Featured Articles

KitKat has more than a fifth of Android users

KitKat has more than a fifth of Android users

Android 4.4 is now running on more than a fifth of Android devices, according to Google’s latest figures.

More...
Nvidia introduces five new Quadro cards

Nvidia introduces five new Quadro cards

Nvidia has revamped its Quadro professional graphics line-up with a total of five new cards, two of which are based on…

More...
AMD Tonga XT graphics cards come later

AMD Tonga XT graphics cards come later

According to sources who wish to remain unnamed, we should see an AMD Tonga XT-based graphics card launched sometime in September.

More...
Nvidia Maxwell Geforce 800 comes in September

Nvidia Maxwell Geforce 800 comes in September

Nvidia was always cautious when talking about upcoming Maxwell parts, the first of which was launched back in March and based…

More...
Aerocool Dead Silence reviewed

Aerocool Dead Silence reviewed

Aerocool is well known for its gamer cases with aggressive styling. However, the Dead Silence chassis offers consumers a new choice,…

More...
Frontpage Slideshow | Copyright © 2006-2010 orks, a business unit of Nuevvo Webware Ltd.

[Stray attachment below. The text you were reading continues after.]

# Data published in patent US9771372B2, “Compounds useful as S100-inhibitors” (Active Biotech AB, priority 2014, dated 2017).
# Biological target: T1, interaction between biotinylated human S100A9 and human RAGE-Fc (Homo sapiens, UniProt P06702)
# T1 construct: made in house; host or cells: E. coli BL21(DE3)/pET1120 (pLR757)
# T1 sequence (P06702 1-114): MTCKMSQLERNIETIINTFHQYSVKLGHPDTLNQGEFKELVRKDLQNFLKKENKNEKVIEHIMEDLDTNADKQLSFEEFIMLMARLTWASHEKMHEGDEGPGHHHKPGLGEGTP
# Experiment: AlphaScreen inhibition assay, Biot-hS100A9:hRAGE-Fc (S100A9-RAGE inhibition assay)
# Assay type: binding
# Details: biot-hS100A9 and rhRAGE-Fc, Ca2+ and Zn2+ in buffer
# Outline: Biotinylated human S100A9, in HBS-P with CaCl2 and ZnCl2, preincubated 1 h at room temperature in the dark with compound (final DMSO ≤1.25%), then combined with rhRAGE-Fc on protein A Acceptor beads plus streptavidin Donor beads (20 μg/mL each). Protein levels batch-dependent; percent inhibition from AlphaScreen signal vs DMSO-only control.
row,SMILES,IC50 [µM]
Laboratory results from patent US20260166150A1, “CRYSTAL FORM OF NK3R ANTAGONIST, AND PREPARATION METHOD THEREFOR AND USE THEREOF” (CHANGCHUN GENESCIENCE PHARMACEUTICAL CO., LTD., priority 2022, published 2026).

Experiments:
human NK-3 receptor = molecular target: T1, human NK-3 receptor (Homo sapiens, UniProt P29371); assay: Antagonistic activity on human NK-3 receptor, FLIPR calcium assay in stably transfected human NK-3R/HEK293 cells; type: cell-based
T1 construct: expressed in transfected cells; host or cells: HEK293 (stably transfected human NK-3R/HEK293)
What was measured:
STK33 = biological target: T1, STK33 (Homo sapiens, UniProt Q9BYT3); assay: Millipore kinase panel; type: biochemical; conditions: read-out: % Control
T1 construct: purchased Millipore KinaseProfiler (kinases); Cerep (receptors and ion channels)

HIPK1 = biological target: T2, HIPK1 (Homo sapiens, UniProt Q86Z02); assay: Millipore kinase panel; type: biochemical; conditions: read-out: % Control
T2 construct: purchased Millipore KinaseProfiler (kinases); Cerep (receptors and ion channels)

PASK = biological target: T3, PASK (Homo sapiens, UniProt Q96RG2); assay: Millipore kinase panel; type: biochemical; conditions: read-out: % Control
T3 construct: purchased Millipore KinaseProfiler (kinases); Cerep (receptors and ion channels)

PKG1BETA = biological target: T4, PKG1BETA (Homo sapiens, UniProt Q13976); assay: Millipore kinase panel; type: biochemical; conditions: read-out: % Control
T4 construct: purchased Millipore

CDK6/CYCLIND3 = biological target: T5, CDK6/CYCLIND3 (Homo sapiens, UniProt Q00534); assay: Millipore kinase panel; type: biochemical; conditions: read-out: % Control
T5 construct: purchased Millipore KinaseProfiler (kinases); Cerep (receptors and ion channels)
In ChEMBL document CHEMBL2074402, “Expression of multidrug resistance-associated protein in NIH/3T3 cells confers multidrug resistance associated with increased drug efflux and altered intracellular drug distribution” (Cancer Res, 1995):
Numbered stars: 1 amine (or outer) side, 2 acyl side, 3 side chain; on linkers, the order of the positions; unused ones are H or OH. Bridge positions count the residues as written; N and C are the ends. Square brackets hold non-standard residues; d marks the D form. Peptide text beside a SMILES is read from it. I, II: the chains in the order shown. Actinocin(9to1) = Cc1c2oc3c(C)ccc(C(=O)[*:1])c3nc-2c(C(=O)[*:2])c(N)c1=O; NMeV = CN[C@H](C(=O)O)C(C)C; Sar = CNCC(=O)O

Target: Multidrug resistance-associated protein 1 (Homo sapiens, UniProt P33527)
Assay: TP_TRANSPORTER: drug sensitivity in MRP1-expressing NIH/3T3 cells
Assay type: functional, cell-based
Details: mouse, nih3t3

Thursday, 25 October 2012 08:31

PS3 hacked again

Written by David Stellmack

ps3 slim

Custom firmware & security keys released

It is not a good day to be in the Sony PlayStation 3 security department, as a new nightmare hack has apparently been released for the PS3. This time around it will feature custom PS3 firmware, along with publication of the LV0 decryption keys, which some in the hacking community speculate blows the entire system wide open for more hacking and development.

We have seen a number of PS3 hacks since the system’s release and we have seen Sony’s attempts at plugging the holes, which have met with mixed results. The fact that the LV0 decryption keys have been released presents a serious problem for Sony, as this means that the 4.30 update can be decrypted with no problem.

Sony’s options to battle these developments are limited. We do expect Sony to respond quickly, but they will want to think about what is the best way to deal with this latest hack.

blog comments powered by Disqus

 

Facebook activity

Latest Commented Articles

Recent Comments